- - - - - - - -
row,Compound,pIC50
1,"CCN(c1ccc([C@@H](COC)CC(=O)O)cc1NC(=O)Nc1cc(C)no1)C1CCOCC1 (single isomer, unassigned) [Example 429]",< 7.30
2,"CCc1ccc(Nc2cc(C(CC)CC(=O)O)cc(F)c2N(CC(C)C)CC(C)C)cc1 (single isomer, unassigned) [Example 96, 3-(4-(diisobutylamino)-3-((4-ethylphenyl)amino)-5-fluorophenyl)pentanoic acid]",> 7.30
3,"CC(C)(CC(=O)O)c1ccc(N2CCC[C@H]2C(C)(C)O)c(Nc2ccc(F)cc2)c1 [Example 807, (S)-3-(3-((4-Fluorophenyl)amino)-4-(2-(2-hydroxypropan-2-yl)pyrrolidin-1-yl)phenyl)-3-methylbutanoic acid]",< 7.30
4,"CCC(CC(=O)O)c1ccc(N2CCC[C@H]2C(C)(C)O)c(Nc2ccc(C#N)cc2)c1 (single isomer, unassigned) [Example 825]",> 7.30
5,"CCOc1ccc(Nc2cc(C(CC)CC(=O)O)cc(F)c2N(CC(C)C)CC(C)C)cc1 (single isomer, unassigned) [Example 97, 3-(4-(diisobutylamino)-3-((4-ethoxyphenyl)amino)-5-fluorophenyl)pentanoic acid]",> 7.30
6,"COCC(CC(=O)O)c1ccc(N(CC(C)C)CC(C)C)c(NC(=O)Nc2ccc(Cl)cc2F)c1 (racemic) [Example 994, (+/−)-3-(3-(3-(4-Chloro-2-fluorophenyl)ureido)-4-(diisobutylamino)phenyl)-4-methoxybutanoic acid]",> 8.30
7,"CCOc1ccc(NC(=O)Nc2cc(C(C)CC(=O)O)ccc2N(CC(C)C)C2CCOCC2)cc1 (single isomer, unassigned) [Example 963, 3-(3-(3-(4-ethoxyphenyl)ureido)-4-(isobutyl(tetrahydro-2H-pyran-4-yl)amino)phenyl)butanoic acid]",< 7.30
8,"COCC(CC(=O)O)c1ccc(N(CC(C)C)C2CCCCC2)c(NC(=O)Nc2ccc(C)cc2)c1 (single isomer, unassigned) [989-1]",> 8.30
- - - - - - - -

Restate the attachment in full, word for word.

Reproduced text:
row,Compound,pIC50
1,"CCN(c1ccc([C@@H](COC)CC(=O)O)cc1NC(=O)Nc1cc(C)no1)C1CCOCC1 (single isomer, unassigned) [Example 429]",< 7.30
2,"CCc1ccc(Nc2cc(C(CC)CC(=O)O)cc(F)c2N(CC(C)C)CC(C)C)cc1 (single isomer, unassigned) [Example 96, 3-(4-(diisobutylamino)-3-((4-ethylphenyl)amino)-5-fluorophenyl)pentanoic acid]",> 7.30
3,"CC(C)(CC(=O)O)c1ccc(N2CCC[C@H]2C(C)(C)O)c(Nc2ccc(F)cc2)c1 [Example 807, (S)-3-(3-((4-Fluorophenyl)amino)-4-(2-(2-hydroxypropan-2-yl)pyrrolidin-1-yl)phenyl)-3-methylbutanoic acid]",< 7.30
4,"CCC(CC(=O)O)c1ccc(N2CCC[C@H]2C(C)(C)O)c(Nc2ccc(C#N)cc2)c1 (single isomer, unassigned) [Example 825]",> 7.30
5,"CCOc1ccc(Nc2cc(C(CC)CC(=O)O)cc(F)c2N(CC(C)C)CC(C)C)cc1 (single isomer, unassigned) [Example 97, 3-(4-(diisobutylamino)-3-((4-ethoxyphenyl)amino)-5-fluorophenyl)pentanoic acid]",> 7.30
6,"COCC(CC(=O)O)c1ccc(N(CC(C)C)CC(C)C)c(NC(=O)Nc2ccc(Cl)cc2F)c1 (racemic) [Example 994, (+/−)-3-(3-(3-(4-Chloro-2-fluorophenyl)ureido)-4-(diisobutylamino)phenyl)-4-methoxybutanoic acid]",> 8.30
7,"CCOc1ccc(NC(=O)Nc2cc(C(C)CC(=O)O)ccc2N(CC(C)C)C2CCOCC2)cc1 (single isomer, unassigned) [Example 963, 3-(3-(3-(4-ethoxyphenyl)ureido)-4-(isobutyl(tetrahydro-2H-pyran-4-yl)amino)phenyl)butanoic acid]",< 7.30
8,"COCC(CC(=O)O)c1ccc(N(CC(C)C)C2CCCCC2)c(NC(=O)Nc2ccc(C)cc2)c1 (single isomer, unassigned) [989-1]",> 8.30